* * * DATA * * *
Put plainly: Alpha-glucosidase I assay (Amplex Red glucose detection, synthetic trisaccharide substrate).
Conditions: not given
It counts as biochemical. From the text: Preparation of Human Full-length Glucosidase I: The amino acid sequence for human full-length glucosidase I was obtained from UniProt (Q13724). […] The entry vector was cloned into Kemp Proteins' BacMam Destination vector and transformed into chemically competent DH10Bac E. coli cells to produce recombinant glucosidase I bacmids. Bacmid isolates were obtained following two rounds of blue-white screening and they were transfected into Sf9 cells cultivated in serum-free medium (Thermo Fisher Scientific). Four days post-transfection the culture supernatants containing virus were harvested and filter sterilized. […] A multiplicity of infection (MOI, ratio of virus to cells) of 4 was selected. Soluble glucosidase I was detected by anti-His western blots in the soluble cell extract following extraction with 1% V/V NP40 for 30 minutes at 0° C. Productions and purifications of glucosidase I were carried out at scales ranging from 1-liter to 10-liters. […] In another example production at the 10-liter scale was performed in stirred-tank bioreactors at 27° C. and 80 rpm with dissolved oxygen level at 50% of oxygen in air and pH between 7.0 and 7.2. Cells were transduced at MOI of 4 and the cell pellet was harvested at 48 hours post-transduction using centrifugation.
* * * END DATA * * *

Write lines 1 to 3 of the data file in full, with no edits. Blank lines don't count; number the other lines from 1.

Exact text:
Put plainly: Alpha-glucosidase I assay (Amplex Red glucose detection, synthetic trisaccharide substrate).
Conditions: not given
It counts as biochemical. From the text: Preparation of Human Full-length Glucosidase I: The amino acid sequence for human full-length glucosidase I was obtained from UniProt (Q13724). […] The entry vector was cloned into Kemp Proteins' BacMam Destination vector and transformed into chemically competent DH10Bac E. coli cells to produce recombinant glucosidase I bacmids. Bacmid isolates were obtained following two rounds of blue-white screening and they were transfected into Sf9 cells cultivated in serum-free medium (Thermo Fisher Scientific). Four days post-transfection the culture supernatants containing virus were harvested and filter sterilized. […] A multiplicity of infection (MOI, ratio of virus to cells) of 4 was selected. Soluble glucosidase I was detected by anti-His western blots in the soluble cell extract following extraction with 1% V/V NP40 for 30 minutes at 0° C. Productions and purifications of glucosidase I were carried out at scales ranging from 1-liter to 10-liters. […] In another example production at the 10-liter scale was performed in stirred-tank bioreactors at 27° C. and 80 rpm with dissolved oxygen level at 50% of oxygen in air and pH between 7.0 and 7.2. Cells were transduced at MOI of 4 and the cell pellet was harvested at 48 hours post-transduction using centrifugation.